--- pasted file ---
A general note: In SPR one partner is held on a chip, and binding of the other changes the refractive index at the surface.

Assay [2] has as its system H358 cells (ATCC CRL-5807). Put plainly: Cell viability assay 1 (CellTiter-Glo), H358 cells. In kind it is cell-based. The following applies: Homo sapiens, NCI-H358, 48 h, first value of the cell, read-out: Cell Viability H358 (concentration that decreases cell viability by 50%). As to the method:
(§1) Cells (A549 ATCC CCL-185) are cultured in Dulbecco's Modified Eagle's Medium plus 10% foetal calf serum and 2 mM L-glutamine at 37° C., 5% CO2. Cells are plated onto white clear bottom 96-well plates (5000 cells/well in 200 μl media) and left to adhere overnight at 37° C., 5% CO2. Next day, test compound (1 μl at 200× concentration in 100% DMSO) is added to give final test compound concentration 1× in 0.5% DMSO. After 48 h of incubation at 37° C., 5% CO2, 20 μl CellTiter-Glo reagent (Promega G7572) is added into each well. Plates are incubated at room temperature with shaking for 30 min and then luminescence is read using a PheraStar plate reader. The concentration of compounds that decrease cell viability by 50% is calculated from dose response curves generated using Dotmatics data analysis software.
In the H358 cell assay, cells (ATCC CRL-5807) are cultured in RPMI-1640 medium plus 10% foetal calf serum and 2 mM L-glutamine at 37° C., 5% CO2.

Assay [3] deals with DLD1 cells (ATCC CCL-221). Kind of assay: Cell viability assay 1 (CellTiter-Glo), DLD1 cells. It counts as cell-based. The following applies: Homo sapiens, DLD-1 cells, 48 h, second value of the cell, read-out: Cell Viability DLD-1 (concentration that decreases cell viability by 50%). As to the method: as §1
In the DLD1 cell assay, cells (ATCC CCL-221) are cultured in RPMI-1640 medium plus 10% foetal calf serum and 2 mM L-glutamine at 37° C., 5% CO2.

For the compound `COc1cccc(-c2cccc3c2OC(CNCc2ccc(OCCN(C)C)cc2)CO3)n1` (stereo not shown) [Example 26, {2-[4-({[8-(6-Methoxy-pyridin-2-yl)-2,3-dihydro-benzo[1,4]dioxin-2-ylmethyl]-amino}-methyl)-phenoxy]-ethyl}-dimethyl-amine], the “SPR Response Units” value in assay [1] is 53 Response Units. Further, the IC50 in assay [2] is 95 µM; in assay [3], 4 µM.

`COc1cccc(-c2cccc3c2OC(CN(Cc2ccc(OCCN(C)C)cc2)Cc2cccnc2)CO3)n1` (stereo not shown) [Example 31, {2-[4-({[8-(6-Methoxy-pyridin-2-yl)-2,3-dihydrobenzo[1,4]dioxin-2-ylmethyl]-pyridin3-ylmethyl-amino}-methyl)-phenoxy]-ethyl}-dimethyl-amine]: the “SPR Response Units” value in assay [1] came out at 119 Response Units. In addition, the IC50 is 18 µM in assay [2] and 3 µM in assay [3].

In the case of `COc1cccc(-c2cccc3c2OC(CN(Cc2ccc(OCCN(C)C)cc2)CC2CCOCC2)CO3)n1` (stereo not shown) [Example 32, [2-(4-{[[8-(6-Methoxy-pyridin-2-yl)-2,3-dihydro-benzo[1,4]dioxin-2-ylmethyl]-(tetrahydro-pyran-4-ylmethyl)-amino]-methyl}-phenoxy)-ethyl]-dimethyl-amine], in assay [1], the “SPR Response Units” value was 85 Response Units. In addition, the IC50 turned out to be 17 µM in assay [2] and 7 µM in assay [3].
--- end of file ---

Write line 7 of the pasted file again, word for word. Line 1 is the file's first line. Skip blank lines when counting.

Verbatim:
For the compound `COc1cccc(-c2cccc3c2OC(CNCc2ccc(OCCN(C)C)cc2)CO3)n1` (stereo not shown) [Example 26, {2-[4-({[8-(6-Methoxy-pyridin-2-yl)-2,3-dihydro-benzo[1,4]dioxin-2-ylmethyl]-amino}-methyl)-phenoxy]-ethyl}-dimethyl-amine], the “SPR Response Units” value in assay [1] is 53 Response Units. Further, the IC50 in assay [2] is 95 µM; in assay [3], 4 µM.